Hurricane Michael Tracker: Strengthens to Cat 4, drenching Florida's Panhandle

Hurricane Michael is strengthening as it races over the Gulf of Mexico approaching a landfall along Florida's Panhandle. Forecasters say deadly storm surge, catastrophic wind damage and heavy rainfall are imminent.

The National Hurricane Center in Miami says the Category 4 storm has maximum sustained winds of 145 mph (230 kph) and is moving at 13 mph (20 kph). At 8 a.m., Michael was centered about 90 miles (145 kilometers) southwest of Panama City, with tropical storm force winds already lashing the coast.
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Meteorologist Jeff Smith has the latest on Hurricane Michael.



The hurricane center says Michael will be the first Category 4 hurricane to make landfall on the Florida Panhandle.

The unexpected brute that quickly sprang from a weekend tropical depression grew swiftly, rising in days to a catastrophic storm. Around midday it was expected to become one of the Panhandle's worst hurricanes in memory with heavy rainfall expected along the northeastern Gulf Coast and life-threatening storm surge of up to 13 feet (4 meters).

Florida officials said roughly 375,000 people up and down the Gulf Coast had been urged or ordered to evacuate. Evacuations spanned 22 counties from the Florida Panhandle into north central Florida. But fears lingered that some failed to heed the calls to get out of Michael's way as the hard-charging storm began speeding north over the warm waters of the Gulf of Mexico.

Worried meteorologists said it had the potential of becoming one of the worst storms in the history of Florida's Panhandle.

"I guess it's the worst case scenario. I don't think anyone would have experienced this in the Panhandle," meteorologist Ryan Maue of weathermodels.com told The Associated Press. "This is going to have structure damaging winds along the coast and hurricane force winds inland."

Cameras outside the International Space Station captured views of Hurricane Michael on Tuesday. The Hurricane is expected to make landfall in the Florida panhandle on Wednesday.

University of Georgia's Marshall Shepherd, a former president of the American Meteorological Society, called it a "life-altering event" on Facebook and said he watched the storm's growth on satellite images with a pit growing in his stomach.

Franklin County Sheriff A.J. Smith near the vulnerable coast said his deputies had gone door to door in some places urging people to evacuate. "We have done everything we can as far as getting the word out," Smith said. "Hopefully more people will leave."

On the exposed coast of Florida's Big Bend, most of the waterfront homes in Keaton Beach stood vacant amid fears of a life-threatening storm surge in an area that hadn't seen a potentially catastrophic major hurricane in decades. Even so, 77-year-old resident Robert Sadousky wasn't quite ready to evacuate yet.
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Maggie Rulli reports from Panama City Beach, Florida.


The retired mill worker has spent more than half his life on the coast and weathered his share of storms. He chose the spot where his house stands on tall stilts overlooking the Gulf waters in 1972 after it was the only lot left dry after a storm flooded the beach that year.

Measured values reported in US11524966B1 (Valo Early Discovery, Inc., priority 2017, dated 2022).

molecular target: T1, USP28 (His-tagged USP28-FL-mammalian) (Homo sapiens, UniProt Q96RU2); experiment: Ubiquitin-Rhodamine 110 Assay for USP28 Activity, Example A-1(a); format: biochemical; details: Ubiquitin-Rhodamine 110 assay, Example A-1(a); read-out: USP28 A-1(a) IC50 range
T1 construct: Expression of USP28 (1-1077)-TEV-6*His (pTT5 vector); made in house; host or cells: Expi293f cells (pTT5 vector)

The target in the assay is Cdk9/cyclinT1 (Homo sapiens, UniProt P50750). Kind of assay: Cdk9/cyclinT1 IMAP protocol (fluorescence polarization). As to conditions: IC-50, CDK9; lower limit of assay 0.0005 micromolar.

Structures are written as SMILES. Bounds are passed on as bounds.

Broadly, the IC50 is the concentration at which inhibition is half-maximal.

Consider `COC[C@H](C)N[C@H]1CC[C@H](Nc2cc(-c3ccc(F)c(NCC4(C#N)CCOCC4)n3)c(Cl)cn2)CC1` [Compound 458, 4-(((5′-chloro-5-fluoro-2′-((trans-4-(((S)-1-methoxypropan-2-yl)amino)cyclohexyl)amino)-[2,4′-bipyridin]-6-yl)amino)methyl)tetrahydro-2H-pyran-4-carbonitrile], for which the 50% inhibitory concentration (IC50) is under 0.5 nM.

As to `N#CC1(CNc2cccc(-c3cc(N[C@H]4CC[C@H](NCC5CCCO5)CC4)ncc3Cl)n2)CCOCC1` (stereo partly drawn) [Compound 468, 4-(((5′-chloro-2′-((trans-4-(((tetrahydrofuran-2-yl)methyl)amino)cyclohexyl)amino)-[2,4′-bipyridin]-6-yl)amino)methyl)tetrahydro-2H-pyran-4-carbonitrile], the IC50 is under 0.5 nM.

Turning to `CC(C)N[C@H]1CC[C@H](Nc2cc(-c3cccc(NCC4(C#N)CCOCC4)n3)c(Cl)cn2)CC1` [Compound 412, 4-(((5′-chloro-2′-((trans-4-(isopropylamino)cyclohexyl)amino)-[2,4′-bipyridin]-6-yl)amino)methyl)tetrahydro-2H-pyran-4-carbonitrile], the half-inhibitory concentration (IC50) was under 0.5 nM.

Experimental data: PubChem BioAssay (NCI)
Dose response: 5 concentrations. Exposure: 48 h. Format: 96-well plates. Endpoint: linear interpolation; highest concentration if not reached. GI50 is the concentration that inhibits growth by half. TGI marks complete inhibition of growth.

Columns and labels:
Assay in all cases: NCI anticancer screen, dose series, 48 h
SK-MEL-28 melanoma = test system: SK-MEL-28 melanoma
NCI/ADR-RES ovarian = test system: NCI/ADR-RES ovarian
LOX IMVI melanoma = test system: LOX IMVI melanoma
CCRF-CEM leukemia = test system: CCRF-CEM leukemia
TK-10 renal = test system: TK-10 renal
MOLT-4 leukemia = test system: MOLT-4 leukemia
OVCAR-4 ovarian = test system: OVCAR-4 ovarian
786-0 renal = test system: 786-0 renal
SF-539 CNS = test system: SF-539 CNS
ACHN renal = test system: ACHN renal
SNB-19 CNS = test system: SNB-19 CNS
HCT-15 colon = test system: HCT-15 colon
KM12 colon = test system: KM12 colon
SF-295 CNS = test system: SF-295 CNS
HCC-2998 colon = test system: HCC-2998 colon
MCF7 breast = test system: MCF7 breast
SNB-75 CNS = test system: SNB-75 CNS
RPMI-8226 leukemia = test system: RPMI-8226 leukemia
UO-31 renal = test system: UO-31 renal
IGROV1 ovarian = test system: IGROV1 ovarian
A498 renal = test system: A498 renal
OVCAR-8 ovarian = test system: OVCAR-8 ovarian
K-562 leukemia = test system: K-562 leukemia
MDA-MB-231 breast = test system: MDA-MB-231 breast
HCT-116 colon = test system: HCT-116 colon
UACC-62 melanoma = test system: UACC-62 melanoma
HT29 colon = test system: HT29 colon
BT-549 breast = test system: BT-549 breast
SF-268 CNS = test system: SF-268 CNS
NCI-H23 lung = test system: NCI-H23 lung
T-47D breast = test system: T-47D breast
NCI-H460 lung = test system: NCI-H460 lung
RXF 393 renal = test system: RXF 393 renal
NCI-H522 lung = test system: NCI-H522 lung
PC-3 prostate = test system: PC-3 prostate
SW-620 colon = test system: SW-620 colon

While most homes around him are vacation rentals or summer getaways for their owners, Sadousky had stayed put through more than four decades of storms. No longer. Michael was expected to bring surging seas up 9 feet (2.75 meters) above ground level at Keaton Beach.

"I know it's going to cover everything around here," Sadousky said Tuesday, eyeing water lapping at the edge of a canal behind his home. He pulled two small boat docks from the water, packed his pickup and picked some beans from his garden before getting out - like hundreds of thousands elsewhere.

"We don't know if it's going to wipe out our house or not," Jason McDonald, of Panama City, said as he and his wife drove north to safety into Alabama with their two children, ages 5 and 7. "We want to get them out of the way."

Florida Gov. Rick Scott warned it was a "monstrous hurricane," and his Democratic opponent for the Senate, Sen. Bill Nelson, said a "wall of water" could cause destruction along the Panhandle.

"Don't think that you can ride this out if you're in a low-lying area," Nelson said on CNN.

But some officials were worried by what they weren't seeing - a rush of evacuees.

"I am not seeing the level of traffic on the roadways that I would expect when we've called for the evacuation of 75 percent of this county," Bay County Sheriff Tommy Ford said.

In the dangerously exposed coastal town of Apalachicola, population 2,500, Sally Crown planned to go home and hunker down with her two dogs.

"We've been through this before," she said. "This might be really bad and serious. But in my experience, it's always blown way out of proportion."

Mandatory evacuation orders went into effect in Panama City Beach and other low-lying areas in the storm's path. That included Pensacola Beach but not in Pensacola itself, a city of about 54,000.

Michael could dump up to a foot (30 centimeters) of rain over some Panhandle communities before its remnants go back out to sea by way of the mid-Atlantic states over the next few days. Forecasters said it also could bring 3 to 6 inches of rain to Georgia, the Carolinas and Virginia, triggering flash flooding in a corner of the country still recovering from Florence. And isolated tornadoes were also possible.

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